Of course I have to mention the delicious barramundi prepared by my friends at Australis. This is a farmed fish that I approve and it a great alternative to farmed salmon.

Seaweed is making inroads into the larger seafood market. No longer a niche, seaweed in various forms and products have gone mainstream. The best of the seaweed products we sampled were from Blue Evolution, who run seaweed farms in Alaska and Baja California.

Chile Pavilion

Large South American presence: Compared to 2019, South America stood out more to me with sizeable national pavilions. Chile had LOTS of farmed salmon and steelhead trout but also we also met the folks from Orizon, who specialize in wild caught canned seafood like their jack mackerel products.

Ukrainian Krill? This was the most surprising product I sampled, provided by Krill USA, a Ukrainian company. I don’t know much about this industry or the product but I was intrigued enough to get a sample and I will be doing a review in the near future.

Wild-caught fish companies griping about lack of domestic processing: We met some nice guys from Nova Scotia selling salted and smoked cod, cusk, hake and more…much of which comes from Gloucester! Not only do they have the processing power up there, but there is also a good demand for salted fish, which allows them to make full use of their supply and also buy from boats when the fresh fish price is bad.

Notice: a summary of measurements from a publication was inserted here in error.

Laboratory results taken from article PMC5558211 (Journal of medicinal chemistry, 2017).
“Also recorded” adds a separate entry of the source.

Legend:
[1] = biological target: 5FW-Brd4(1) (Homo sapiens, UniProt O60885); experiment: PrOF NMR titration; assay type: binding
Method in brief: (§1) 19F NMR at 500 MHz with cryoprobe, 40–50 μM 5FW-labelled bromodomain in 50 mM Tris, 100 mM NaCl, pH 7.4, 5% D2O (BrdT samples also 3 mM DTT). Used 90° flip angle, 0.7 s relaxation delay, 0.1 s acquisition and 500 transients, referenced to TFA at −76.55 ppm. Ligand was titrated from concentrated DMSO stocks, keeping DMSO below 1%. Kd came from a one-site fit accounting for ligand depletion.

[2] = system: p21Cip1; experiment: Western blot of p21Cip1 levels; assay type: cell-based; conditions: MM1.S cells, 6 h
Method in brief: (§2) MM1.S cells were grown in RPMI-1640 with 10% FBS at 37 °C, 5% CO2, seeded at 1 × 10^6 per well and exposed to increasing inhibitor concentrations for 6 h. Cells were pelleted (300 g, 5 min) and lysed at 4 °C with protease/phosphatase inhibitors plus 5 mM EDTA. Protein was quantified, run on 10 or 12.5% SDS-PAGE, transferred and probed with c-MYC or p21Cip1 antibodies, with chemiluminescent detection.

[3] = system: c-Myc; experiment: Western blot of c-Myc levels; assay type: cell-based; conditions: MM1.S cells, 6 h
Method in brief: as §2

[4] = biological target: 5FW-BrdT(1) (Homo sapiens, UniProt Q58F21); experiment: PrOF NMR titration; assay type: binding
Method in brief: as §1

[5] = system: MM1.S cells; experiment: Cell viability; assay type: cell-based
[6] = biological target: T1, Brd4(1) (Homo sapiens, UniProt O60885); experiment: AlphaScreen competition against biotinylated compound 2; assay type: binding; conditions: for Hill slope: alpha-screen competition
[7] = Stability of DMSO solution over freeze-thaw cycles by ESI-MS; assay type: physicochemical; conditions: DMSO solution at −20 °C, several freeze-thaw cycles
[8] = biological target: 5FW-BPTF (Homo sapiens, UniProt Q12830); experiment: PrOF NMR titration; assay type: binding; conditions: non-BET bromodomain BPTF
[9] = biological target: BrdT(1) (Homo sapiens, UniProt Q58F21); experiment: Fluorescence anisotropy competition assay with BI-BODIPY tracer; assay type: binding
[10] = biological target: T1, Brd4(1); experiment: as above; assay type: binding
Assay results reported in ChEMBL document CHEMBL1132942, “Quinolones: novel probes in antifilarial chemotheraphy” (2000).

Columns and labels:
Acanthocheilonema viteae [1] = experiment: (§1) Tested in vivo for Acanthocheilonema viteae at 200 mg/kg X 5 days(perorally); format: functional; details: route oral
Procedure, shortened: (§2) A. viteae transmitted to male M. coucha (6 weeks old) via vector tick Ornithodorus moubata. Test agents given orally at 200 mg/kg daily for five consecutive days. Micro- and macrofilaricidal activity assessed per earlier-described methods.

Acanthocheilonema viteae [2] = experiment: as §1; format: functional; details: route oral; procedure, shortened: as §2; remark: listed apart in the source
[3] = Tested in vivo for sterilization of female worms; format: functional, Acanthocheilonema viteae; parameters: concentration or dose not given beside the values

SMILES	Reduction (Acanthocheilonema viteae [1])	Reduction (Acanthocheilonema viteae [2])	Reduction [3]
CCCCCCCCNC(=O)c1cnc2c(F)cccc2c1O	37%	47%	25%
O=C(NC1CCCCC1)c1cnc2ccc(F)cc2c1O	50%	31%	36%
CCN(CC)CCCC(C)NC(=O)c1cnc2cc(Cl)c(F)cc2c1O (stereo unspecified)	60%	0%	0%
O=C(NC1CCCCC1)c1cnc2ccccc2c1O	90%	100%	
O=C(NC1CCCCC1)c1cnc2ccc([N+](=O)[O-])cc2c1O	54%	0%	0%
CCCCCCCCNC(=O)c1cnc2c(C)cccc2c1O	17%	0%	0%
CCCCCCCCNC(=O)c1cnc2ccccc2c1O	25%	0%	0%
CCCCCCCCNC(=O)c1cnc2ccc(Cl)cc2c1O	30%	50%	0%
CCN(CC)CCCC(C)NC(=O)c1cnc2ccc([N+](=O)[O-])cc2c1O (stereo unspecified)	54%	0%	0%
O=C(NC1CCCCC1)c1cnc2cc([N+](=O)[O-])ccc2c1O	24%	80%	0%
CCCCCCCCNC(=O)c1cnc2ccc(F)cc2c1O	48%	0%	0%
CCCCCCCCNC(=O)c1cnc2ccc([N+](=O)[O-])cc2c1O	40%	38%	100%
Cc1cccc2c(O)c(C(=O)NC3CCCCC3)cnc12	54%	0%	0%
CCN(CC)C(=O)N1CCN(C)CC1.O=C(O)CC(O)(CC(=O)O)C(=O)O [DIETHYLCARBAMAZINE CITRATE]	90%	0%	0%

Maryland Catfish Chowder

Chesapeake blue catfish from Maryland’s Best: One wild caught fish that I really enjoyed is an invasive blue catfish from Maryland. The blue catfish chowder was the best thing the two of us sampled during the Seafood Expo. I’m usually not a catfish fan, unless it’s fried and has a nice sauce to cover it up. This was not “catfishy” at all and made me curious about yet another invasive, but delicious species that threatens habitat. If you can’t beat ’em, eat ’em!

International show lacked a strong local/regional presence especially from my hometown of Gloucester, Massachusetts. I can’t believe that the oldest and most famous fishing port in North America, had no official presence at SENA 2023, even as we celebrate our 400th anniversary. Don’t get me wrong there were plenty of local companies, but I felt they were buried among the national pavilions and the larger companies. I think it would have been nice to have something like that for the more local companies. Like a “seafood from New England” setup like so many other regions had.

Should I be mad? A disappointing moment was when we met up with a local company who will remain nameless, that is using local imagery for their branding. Yet when asked about their sourcing – NONE of it was local. Canadian Lobster, Clams from Washington State and/or Maine.

Conclusion – Seafood Expo North America

Overall we had a lot of fun and at a lot of tasty and some unique seafood products. However I did feel a little discouraged with the continued salmon/tuna dominance. I also see no end in sight to the massive imports of seafood in the US many species like cod, haddock and lobster all in direct competition to our local fisheries.

I also have to admit I was a bit unprepared, and did not have a full gameplan. The invite from WiseFish was unexpected but very appreciated. I apologize to friends I’ve made through this website over the years if I missed your booth – but it’s never too early to start making plans for SENA 2024!